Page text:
Re: Standard definition

Date: Mon 28 Oct 2002 - 22:53:19 GMT

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    In a message dated 10/27/2002 5:00:34 PM Central Standard Time, Keith Henson <> writes:

    At 10:49 AM 25/10/02 -0700, you wrote:
    >> Dawkins begins his definition of "meme" in "The Extended
    >> Phenotype" with, "A unit of cultural inheritance". In
    >> recent discussions I have assumed that that was a necessary
    >> part of any definition of "meme".(That seems not to be the
    >> case for everyone, however. ;-))
    >> I propose that "A unit of cultural inheritance" is also
    >> sufficient to define a meme, and thus, is an acceptable
    >> standard definition.

    > There are several alternative expressions which amount to
    > the same thing. I usually use "replicating information
    > pattern." And, of course, the culture does not have to be
    > human. I have talked to Dawkins about this and he has no
    > problem with it. As for a meme, the only part that is
    > essential is the information. This is in close analogy to
    > genetics were a listing on paper of base pairs for some
    > protein is a gene.

    Hi Keith.

    A non-objection comment by made many years ago by Dawkins does not solve anything. It just becomes another item in the debate over what did he mean and when did he mean it. If Dawkins seriously cared about having a science of memes, I believe he would have long since written a serious journal article to clear up the confusion in highly explicit technical terms, and to explain WHY he defines a term the way he does or WHY he favors any changes in meaning from what he has said in early pieces. On might say that "yes, but DAWKINS is too important for such things." However, he has in 2001 accepted a $100,000 Kistler prize basically for having coined the word meme and written a handful of non-technical articles using it. Unfortunately, even if Dawkins steps in to offer a new clarification tomorrow, the definitional confusion has already made its mark in dictionaries and other works.

    Against the backdrop of all the speculation among those using the term "meme," and criticism of definitional vagueness by serious scholars, Dawkins's not objecting to what you have told him or to what I have told him strikes me as a resounding "yeah, whatever!" He could very well have given his non-objection to numerous mutually contradictory definitions.

    I have previously commented on the equivocal nature of Dawkins's promotion of memes in the past several years. On this list, some of those comments regard his 1999 article in Time Magazine. (I assume the archives are still there for that year.) That article called attention to various popular and web based works, but did not mention technical works or JOM. In particular, he poked derision at the idea of "St. Dawkin." It would be foolish to assume that he only meant to deride a single occurrence of that phrase on the web. In my judgement, he is poking fun at a whole movement: those who insist on making him a figurehead for a collection of theories that he does not especially support any more. (People might want, in effect, to pillory me for thus blaspheming "St. Dawkin," but that would only further justify Dawkin's own implied derision.)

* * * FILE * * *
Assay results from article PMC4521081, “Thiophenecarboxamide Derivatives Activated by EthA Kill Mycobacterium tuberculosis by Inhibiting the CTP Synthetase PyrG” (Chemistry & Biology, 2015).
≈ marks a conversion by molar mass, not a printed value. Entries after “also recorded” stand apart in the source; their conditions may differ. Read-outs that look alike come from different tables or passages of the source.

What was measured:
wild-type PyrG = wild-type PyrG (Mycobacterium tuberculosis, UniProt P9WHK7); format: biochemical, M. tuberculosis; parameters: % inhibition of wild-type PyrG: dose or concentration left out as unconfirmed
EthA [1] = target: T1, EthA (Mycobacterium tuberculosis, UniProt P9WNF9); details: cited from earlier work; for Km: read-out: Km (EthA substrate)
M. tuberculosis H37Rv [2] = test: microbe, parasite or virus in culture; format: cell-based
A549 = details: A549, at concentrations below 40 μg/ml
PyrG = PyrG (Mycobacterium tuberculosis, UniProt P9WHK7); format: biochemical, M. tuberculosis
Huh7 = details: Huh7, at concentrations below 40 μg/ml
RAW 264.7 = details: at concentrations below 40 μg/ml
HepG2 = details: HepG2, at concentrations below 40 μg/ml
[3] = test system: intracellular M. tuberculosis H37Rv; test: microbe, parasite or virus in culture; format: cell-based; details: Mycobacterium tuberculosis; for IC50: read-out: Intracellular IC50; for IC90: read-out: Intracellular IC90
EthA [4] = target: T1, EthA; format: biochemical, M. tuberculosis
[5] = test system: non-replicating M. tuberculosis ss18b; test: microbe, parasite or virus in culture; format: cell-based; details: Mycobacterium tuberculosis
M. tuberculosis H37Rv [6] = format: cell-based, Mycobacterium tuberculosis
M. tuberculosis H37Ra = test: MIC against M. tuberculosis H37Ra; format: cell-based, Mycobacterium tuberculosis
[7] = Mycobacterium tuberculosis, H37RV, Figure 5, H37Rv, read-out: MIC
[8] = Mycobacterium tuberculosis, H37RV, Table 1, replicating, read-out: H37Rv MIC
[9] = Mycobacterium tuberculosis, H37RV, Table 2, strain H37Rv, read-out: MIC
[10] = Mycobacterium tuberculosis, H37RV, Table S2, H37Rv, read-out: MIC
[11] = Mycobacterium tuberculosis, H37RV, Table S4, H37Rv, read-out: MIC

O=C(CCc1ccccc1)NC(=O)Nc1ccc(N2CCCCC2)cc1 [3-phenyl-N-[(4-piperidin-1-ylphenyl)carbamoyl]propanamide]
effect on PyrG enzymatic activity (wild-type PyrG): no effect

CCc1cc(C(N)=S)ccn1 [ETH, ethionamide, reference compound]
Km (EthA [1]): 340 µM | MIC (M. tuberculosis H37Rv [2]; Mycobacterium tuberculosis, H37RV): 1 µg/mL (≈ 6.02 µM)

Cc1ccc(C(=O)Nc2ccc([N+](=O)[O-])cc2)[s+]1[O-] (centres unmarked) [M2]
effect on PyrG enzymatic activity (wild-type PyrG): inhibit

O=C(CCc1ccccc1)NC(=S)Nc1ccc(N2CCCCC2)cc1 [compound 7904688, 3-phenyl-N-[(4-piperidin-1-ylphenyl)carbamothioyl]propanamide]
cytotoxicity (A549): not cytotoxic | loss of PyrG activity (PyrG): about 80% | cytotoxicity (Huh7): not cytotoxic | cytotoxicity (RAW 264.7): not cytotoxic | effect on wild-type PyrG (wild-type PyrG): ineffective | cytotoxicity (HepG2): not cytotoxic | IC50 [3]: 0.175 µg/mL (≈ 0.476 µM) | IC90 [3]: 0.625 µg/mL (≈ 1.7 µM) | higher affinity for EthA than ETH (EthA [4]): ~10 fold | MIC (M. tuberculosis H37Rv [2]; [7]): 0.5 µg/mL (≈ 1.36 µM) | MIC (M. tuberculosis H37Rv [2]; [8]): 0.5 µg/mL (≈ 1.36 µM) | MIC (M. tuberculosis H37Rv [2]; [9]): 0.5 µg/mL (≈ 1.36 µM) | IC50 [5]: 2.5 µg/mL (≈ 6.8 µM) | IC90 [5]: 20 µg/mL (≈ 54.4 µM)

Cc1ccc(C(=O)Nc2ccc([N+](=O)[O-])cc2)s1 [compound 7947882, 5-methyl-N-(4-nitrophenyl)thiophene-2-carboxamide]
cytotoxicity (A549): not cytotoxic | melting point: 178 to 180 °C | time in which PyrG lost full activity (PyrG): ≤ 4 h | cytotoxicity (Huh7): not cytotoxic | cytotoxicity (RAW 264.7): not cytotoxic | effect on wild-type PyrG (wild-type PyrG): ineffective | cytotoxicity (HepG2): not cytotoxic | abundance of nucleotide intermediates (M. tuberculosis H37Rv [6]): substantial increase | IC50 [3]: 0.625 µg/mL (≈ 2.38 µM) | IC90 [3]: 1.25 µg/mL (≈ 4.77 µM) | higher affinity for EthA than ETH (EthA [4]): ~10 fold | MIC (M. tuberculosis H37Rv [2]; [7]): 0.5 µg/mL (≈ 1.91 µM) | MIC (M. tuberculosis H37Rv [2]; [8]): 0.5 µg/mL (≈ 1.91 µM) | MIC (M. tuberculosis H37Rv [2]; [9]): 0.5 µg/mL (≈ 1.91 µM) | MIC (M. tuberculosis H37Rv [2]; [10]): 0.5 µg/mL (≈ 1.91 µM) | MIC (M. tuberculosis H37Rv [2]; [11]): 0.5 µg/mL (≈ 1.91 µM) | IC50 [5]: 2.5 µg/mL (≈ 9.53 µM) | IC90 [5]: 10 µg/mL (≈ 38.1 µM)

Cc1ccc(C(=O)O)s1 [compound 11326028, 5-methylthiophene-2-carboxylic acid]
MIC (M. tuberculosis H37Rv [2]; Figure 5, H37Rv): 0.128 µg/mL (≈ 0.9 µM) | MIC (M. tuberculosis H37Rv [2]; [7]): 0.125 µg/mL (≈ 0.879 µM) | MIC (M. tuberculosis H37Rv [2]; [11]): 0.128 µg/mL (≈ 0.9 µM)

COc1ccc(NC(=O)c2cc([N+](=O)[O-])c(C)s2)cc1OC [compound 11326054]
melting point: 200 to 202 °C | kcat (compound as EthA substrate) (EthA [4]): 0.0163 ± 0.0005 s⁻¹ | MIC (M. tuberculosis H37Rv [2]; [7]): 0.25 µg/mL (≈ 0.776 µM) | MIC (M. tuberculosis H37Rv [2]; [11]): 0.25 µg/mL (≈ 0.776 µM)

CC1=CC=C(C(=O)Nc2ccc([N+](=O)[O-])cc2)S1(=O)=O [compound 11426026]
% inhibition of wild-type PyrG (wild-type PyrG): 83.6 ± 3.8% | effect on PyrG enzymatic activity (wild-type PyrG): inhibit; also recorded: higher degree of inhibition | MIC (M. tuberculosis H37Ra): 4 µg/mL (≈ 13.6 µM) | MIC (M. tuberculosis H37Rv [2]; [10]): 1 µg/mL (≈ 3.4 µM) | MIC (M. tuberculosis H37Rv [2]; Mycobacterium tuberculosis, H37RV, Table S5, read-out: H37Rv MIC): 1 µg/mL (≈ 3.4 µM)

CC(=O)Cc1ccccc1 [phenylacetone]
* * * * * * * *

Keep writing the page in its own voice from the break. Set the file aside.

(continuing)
Dawkins's recent endorsements of books can also be read as flattering to authors and books while undercutting the theories expressed. His latest book endorsement indicates that he was actually surprised to see that there was more to say about memes. That, in my view, suggests that he regards memetics as dead end science.

    I made a serious effort to use the word "meme" in my evolutionary cultural replicator work. I got involved in ultimately futile debates over definitions of "meme." So I will not try that again. It was Martin Gardner who finally convinced me to seriously consider no longer relying on the word. In 2000, Martin Gardner had published an article criticizing various meme works, including my book Thought Contagion. I wrote to Gardner and showed him my technical work and a draft of my contribution to Sternberg's book The Evolution of Intelligence. Gardner was very impressed with those works, and thanked me for showing them to him. But he strongly recommended that I do without the word "meme." So I began researching the history of the definitional confusion by re-reading some old works. I found that Dawkins had indeed vacillated on the definition without giving any reasons for changing definitions. Under those circumstances, and without any subsequent serious clarifications from him, I realized that serious definitional problems were likely to persist.